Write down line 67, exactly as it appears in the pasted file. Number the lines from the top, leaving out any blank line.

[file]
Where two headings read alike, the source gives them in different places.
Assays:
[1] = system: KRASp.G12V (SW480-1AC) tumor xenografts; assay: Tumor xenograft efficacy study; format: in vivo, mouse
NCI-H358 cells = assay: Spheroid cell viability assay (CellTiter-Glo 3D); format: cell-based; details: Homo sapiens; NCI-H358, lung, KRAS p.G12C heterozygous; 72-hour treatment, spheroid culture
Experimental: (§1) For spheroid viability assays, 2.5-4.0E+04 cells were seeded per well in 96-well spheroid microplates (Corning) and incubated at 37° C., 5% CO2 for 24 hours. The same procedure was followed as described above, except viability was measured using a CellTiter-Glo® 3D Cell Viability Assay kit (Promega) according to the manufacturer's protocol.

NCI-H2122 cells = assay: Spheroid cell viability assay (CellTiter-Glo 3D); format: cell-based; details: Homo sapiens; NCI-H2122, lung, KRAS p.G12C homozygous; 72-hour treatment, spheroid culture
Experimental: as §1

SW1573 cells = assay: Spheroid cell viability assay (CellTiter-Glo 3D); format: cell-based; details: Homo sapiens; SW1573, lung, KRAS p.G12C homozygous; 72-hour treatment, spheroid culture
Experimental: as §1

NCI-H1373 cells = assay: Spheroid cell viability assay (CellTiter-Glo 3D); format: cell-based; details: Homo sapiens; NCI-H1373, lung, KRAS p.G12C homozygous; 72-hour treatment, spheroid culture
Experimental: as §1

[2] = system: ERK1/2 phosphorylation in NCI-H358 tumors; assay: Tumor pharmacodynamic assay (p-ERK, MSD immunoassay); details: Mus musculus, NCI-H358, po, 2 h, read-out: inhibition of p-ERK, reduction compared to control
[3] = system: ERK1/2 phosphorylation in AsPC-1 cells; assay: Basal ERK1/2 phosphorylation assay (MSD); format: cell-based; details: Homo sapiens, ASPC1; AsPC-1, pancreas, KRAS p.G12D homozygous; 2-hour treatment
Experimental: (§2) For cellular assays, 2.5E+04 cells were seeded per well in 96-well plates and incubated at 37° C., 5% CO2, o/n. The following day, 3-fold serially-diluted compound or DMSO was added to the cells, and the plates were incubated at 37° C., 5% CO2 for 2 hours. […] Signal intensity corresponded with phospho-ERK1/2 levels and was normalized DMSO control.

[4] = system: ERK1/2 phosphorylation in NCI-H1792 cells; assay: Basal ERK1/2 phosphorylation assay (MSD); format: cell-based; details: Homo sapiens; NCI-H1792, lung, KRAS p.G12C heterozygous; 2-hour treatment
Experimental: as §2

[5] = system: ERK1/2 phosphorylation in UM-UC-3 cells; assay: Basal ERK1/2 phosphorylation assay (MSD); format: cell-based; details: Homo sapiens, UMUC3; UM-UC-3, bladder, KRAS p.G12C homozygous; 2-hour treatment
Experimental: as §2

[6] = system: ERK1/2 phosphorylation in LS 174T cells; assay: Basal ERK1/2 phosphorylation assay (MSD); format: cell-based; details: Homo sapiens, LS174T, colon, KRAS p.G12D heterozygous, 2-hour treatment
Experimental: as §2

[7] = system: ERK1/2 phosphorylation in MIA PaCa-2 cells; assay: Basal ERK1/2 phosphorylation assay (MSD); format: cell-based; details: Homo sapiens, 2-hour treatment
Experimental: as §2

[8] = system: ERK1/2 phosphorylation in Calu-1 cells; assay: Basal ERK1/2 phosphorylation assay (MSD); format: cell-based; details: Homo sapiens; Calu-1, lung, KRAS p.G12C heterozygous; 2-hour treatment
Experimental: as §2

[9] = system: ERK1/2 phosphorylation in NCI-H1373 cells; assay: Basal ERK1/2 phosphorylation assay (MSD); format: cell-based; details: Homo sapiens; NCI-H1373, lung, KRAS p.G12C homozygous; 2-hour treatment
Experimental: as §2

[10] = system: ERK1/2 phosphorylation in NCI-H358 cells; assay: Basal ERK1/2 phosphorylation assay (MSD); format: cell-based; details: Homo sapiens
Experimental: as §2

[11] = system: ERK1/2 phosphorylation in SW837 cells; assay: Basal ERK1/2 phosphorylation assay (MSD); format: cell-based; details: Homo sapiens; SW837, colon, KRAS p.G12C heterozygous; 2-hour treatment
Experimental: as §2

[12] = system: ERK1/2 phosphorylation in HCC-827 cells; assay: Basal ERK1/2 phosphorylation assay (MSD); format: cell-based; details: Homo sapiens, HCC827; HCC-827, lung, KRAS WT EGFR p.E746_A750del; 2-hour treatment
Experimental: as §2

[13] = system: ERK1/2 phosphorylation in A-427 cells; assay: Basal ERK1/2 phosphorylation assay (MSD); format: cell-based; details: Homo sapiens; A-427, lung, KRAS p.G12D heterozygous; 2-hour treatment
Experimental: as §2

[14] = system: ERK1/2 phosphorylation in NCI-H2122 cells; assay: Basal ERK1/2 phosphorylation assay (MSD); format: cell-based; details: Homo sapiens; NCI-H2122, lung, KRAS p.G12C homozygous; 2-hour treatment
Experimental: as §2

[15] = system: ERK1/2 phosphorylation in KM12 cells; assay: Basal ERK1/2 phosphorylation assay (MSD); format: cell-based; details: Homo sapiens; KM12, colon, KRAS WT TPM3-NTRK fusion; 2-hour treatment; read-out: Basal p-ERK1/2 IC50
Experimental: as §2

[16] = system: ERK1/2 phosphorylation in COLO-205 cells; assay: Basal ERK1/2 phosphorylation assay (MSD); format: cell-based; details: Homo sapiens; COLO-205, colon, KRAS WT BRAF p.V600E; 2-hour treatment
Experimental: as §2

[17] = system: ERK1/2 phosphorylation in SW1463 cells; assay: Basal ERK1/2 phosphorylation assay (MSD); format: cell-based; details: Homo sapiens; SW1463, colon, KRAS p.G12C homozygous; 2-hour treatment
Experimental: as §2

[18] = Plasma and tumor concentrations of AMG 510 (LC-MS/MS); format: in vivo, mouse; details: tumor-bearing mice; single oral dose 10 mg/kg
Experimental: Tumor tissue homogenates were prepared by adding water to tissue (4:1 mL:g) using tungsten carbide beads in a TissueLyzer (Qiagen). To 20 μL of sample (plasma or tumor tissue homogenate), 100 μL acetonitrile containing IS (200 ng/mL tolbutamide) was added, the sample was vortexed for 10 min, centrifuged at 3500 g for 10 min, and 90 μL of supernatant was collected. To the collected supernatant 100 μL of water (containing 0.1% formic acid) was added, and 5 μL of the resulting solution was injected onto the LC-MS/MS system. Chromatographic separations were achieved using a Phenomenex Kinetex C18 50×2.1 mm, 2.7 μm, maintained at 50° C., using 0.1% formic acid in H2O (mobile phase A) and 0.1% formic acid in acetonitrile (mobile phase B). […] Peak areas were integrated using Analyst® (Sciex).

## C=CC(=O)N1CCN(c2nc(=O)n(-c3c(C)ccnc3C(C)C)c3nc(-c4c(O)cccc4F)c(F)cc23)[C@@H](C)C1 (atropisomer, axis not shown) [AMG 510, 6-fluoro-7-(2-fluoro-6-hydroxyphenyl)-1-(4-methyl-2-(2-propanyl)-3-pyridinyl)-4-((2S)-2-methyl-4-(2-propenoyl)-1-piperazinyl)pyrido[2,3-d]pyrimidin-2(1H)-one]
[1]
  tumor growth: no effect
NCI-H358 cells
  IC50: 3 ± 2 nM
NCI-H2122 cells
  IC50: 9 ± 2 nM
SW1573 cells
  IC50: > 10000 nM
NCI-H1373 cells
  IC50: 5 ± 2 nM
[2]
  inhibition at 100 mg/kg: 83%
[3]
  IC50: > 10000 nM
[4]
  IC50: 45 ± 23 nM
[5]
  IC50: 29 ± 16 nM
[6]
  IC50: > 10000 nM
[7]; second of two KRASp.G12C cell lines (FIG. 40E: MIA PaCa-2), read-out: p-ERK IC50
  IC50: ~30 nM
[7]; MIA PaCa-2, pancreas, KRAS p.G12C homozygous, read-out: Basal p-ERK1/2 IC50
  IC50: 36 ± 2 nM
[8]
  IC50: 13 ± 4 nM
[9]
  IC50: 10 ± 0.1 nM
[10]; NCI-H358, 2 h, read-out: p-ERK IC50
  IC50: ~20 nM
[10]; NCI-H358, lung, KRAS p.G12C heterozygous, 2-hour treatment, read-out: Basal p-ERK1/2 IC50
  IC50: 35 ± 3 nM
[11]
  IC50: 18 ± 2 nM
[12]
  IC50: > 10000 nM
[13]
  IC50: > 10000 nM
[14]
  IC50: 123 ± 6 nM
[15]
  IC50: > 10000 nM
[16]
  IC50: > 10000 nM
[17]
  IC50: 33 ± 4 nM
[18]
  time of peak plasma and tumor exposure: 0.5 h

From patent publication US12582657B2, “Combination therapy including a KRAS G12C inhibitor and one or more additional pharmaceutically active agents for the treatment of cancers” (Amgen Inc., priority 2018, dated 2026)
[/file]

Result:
  IC50: ~30 nM